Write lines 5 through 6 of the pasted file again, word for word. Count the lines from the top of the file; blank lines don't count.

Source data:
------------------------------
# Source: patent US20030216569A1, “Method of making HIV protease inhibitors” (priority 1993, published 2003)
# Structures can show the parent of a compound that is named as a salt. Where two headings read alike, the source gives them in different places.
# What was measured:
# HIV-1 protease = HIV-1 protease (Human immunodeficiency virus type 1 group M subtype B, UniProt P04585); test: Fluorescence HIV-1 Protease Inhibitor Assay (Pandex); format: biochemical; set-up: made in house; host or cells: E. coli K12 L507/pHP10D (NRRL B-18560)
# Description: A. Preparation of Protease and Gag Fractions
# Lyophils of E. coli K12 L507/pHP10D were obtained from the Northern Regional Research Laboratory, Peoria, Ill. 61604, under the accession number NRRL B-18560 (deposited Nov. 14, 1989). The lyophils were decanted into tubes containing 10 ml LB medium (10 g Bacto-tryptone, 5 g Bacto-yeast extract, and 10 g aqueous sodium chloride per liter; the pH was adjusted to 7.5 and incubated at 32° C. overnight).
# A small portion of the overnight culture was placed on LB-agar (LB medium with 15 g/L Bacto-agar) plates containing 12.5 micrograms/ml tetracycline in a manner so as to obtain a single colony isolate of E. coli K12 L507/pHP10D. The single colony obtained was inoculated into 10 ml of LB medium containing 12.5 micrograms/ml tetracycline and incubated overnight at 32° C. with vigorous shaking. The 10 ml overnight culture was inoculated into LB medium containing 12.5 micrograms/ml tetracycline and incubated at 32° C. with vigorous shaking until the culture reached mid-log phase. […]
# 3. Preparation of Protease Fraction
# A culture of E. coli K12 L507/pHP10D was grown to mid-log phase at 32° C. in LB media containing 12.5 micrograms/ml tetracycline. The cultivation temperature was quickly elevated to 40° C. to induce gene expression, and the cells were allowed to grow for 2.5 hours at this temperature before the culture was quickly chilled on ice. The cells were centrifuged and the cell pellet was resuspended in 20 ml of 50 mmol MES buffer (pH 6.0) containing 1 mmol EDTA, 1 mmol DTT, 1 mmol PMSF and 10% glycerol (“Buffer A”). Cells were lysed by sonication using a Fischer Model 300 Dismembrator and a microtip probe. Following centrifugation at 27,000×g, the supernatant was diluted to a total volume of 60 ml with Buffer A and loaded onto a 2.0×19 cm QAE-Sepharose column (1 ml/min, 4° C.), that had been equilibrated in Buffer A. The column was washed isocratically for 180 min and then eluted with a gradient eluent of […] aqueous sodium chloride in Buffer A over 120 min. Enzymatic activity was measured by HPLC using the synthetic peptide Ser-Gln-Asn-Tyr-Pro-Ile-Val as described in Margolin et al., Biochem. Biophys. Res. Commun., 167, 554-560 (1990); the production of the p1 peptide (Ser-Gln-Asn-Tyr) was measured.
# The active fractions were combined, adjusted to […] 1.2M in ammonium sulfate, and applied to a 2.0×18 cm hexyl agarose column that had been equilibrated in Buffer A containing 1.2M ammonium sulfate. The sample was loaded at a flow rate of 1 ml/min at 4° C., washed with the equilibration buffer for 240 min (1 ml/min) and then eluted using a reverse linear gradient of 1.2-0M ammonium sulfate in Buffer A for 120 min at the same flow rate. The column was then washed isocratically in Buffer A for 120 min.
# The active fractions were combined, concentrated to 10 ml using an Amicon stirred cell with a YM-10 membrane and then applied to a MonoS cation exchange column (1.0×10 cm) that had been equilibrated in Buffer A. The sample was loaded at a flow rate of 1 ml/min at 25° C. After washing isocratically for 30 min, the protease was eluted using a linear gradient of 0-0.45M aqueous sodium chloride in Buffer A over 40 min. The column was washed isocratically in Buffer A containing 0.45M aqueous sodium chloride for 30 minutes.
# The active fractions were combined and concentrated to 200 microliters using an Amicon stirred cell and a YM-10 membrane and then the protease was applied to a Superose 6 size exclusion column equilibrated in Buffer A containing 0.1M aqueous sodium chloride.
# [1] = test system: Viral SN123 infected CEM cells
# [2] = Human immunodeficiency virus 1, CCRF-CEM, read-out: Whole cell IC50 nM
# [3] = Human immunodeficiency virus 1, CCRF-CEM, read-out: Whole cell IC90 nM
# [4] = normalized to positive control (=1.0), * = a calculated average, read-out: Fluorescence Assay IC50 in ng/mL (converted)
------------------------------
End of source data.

# Description: A. Preparation of Protease and Gag Fractions
# Lyophils of E. coli K12 L507/pHP10D were obtained from the Northern Regional Research Laboratory, Peoria, Ill. 61604, under the accession number NRRL B-18560 (deposited Nov. 14, 1989). The lyophils were decanted into tubes containing 10 ml LB medium (10 g Bacto-tryptone, 5 g Bacto-yeast extract, and 10 g aqueous sodium chloride per liter; the pH was adjusted to 7.5 and incubated at 32° C. overnight).